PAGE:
Beaverton teen wins 2022 Congressional Art Competition
Jesuit High School senior Sophia Gard was this year's local winner of the 2022 Congressional Art Competition.
Gard's piece, "Learning to Fly" will be displayed in the U.S. Capitol Building in Washington, D.C., for one year, along with the art of the winners from each congressional district across the country. The teen from Beaverton will also be flown out to the nation's capital with her mom in the coming weeks for an award ceremony.
U.S. Rep. Suzanne Bonamici announced the winner for the Congressional Institute's national competition on Thursday, May 12.
"It is so unreal to me," Gard said. "When they told me, I was like, 'No way.'"
She said it still feels surreal, and she can't wait to go see her art in the Capitol.
Gard said she based her drawing on a photo of her as a young child, sitting in one of her dad's planes. Flying planes is a passion of her dad's, Gard said, and she was always to excited to check out the inside of the planes he'd rent — almost as excited as he was to show her.
"He loves taking me up to fly. I don't get motion sick and neither does he — the rest of my family does — but flying has always been really special for the two of us," Gard said.
Now, her dad is working on building his own plane. He even has a YouTube channel going to document the process of building his BD-5, she said, which is "so cool."
Gard said another reason she wanted to use this memory for her drawing — besides her admiration for her dad — is because it's fun, colorful and makes her happy to remember.
"I don't have anything against all of the pandemic pieces and heavier topics," Gard said, "but for me, since these last couple years have been so much — art is time for me to relax and enjoy myself, and I don't want to focus on heavy topics during that one break I get."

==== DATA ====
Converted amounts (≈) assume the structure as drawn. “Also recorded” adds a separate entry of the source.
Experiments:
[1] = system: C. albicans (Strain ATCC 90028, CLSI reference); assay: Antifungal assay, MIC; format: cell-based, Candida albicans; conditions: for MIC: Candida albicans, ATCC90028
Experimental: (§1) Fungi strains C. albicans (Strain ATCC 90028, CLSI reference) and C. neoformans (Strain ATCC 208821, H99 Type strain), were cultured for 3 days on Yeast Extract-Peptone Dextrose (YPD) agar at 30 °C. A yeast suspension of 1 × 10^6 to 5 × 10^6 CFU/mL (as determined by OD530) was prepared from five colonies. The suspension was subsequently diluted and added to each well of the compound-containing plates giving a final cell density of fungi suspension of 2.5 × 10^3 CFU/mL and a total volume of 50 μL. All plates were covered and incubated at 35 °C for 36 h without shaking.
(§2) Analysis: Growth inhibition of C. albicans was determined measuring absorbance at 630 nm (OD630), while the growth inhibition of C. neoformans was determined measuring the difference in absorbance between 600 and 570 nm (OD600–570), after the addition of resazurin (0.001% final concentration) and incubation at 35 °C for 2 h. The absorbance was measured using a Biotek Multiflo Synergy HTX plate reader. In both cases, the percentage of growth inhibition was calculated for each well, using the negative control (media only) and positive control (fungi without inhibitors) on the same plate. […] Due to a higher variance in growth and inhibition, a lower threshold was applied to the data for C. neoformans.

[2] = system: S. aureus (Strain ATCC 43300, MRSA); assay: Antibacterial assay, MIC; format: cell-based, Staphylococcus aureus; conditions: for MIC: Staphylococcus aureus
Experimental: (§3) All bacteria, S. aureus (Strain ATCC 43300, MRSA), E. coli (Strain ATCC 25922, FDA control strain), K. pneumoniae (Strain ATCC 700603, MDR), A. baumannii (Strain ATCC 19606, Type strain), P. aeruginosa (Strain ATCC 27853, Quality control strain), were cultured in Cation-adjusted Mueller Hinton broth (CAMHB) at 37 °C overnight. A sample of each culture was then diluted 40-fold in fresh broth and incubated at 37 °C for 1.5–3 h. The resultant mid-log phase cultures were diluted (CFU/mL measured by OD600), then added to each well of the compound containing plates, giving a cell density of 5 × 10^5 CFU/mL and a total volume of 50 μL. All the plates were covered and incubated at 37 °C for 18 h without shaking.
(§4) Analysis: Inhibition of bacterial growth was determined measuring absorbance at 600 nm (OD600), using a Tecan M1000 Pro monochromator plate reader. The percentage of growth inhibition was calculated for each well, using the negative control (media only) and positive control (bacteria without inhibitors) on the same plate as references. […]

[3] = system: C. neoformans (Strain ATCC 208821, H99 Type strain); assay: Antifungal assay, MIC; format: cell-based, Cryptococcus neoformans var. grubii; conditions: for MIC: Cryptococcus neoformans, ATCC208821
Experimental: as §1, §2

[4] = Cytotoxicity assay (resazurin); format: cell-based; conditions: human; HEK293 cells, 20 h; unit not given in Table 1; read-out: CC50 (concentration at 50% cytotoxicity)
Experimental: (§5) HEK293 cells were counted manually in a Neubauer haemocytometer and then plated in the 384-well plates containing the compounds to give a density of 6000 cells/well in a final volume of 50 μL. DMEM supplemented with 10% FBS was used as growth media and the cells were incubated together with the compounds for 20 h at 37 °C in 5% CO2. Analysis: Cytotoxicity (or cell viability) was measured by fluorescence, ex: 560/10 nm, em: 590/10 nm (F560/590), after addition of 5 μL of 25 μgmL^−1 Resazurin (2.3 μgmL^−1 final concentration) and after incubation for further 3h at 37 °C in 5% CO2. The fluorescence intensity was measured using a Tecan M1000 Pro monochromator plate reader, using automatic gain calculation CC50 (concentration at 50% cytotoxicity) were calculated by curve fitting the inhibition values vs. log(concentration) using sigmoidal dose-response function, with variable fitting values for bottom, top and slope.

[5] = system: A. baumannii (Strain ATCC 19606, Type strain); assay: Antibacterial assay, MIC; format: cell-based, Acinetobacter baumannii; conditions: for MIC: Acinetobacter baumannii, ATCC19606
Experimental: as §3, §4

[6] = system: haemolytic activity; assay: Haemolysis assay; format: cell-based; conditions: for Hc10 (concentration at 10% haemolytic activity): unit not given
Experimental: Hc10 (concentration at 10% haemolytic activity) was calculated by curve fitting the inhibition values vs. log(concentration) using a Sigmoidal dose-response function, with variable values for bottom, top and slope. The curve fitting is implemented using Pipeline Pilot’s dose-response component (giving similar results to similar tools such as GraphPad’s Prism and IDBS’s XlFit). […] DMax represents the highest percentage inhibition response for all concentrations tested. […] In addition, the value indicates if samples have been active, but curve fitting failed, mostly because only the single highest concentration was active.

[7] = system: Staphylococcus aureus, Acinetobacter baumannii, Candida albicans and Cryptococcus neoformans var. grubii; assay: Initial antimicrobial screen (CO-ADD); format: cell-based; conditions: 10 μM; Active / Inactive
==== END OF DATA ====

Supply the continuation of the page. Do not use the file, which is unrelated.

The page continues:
It's because of her art teacher at Jesuit that Gard even knew about this competition at all. During her time at the school, Sascha Gordon-Manning — or Ms. Manning, as Gard calls her — has pushed Gard to apply for other competitions and has supported her work. Gard said she'll miss her a ton after she graduates in June.
Gard said she will "absolutely" continue drawing and working on her art after high school. She has a neighbor with a studio and supplies for oil painting, she said, who is going to let Gard visit and use the space this summer.
She'll take a gap year right after graduating, but after that, Gard plans to apply to an art school. She might take some classes at Portland Community College along the way, too.
With more time when she's done with school, Gard said she wants to spend more time trying to promote her art.
She sees other artists her age getting popular on social media posting their art regularly, but she's never had the time. She's started a small Instagram account and she's excited to put more effort into it.
"It's not really a dream of mine for my face to be famous, or like anything to do with me as a person — that is so scary," Gard said. "But I just want to hear what more people think of my art. I think that would be really cool."
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